Easter is not over! Lent, our preparation for Easter, lasts for 40 days. For 40 days we deny ourselves everything from candy to hot showers and even sleep. We are putting aside our creature comforts in order to bare our souls and make room for a greater relationship with our Lord. So intent, somber and focused is our preparation that even at Mass we omit the beautiful music of the Gloria and the Alleluia before the Gospel. The point is, Lent is a time of long and intense preparation for Easter.
So we spend all of this time, 40 days (46 counting the Sundays and Holy Thursday, Good Friday and Holy Saturday), preparing for the joy of Easter. When Easter Sunday comes in the church the penitential purple of Lent is taken down and replaced with the gold that signifies the great celebration that is the Easter Season.
What you will notice for the next 50 days when you are in church is that the gold remains. The church will remain decorated with the gold of great celebration because the celebration of Easter is not over. However, in day to day life it seems that the importance of Easter is lost. In fact, the world would have us believe that Easter is one Sunday a year when we hunt colored eggs and shove our faces with candy and then it is back to business as usual. Is this what we spent 40 days preparing for? Or could it be that we have forgotten something or been mislead?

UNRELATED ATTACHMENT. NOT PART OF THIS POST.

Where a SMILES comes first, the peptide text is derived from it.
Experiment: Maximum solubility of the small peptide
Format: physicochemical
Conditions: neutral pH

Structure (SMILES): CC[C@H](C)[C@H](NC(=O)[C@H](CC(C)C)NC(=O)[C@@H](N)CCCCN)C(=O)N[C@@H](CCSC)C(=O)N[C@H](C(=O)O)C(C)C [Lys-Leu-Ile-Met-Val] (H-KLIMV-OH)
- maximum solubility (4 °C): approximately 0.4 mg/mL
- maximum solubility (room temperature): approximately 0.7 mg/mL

Don't settle for the impostor that would have us believe that Easter is about bunnies and candy! Easter is much more than this. Easter is central to our faith. We are celebrating the Glorious Resurrection of the Lord in which he has defeated our enemy sin and death. Our joy at this should know no bounds. Such an earth shattering thing this is, can we even fathom what it means? Let's look past how comfortable we have grown with the idea. Let us stop seeing it as something that we are detached from. Let's take a moment (or 50 days) and see Easter for what it is; a great thing the Lord has done!
Thursday, April 12, 2012
Friday, April 6, 2012
Although I don’t remember the exact words or even where I found it, the sentiment of something I read last year has really stuck with me. The author pointed out that on the first Good Friday there were 3 kinds of people present. Those who hated, mocked, beat, tormented, and ultimately crucified our Lord; those who loved Him and watched in horror as He was treated in such a way; and those who were indifferent to Him and what was happening.
Surely the people who treated Jesus in such a despicable way sadden Him, how could it not. However, the author pointed out how those that were indifferent to Him must have really saddened Him. Here is Our Lord being beaten, mocked, tortured and executed in a most horrific and excruciating fashion. He didn’t have to endure this treatment but he did for our sake. Yet people were indifferent to Him. We all know how it feels to make a sacrifice for someone else and not be appreciated. What sacrifice has anyone of us made that can even begin to compare? Still we have felt the sting of indifference.
Today let us fast so as not to seem indifferent. Today let us spend more time in prayer so as to not seem indifferent. Today let us participate in the Liturgy of the Passion so as to not seem indifferent. Above all, today let us not be indifferent to the great thing our God has done for us.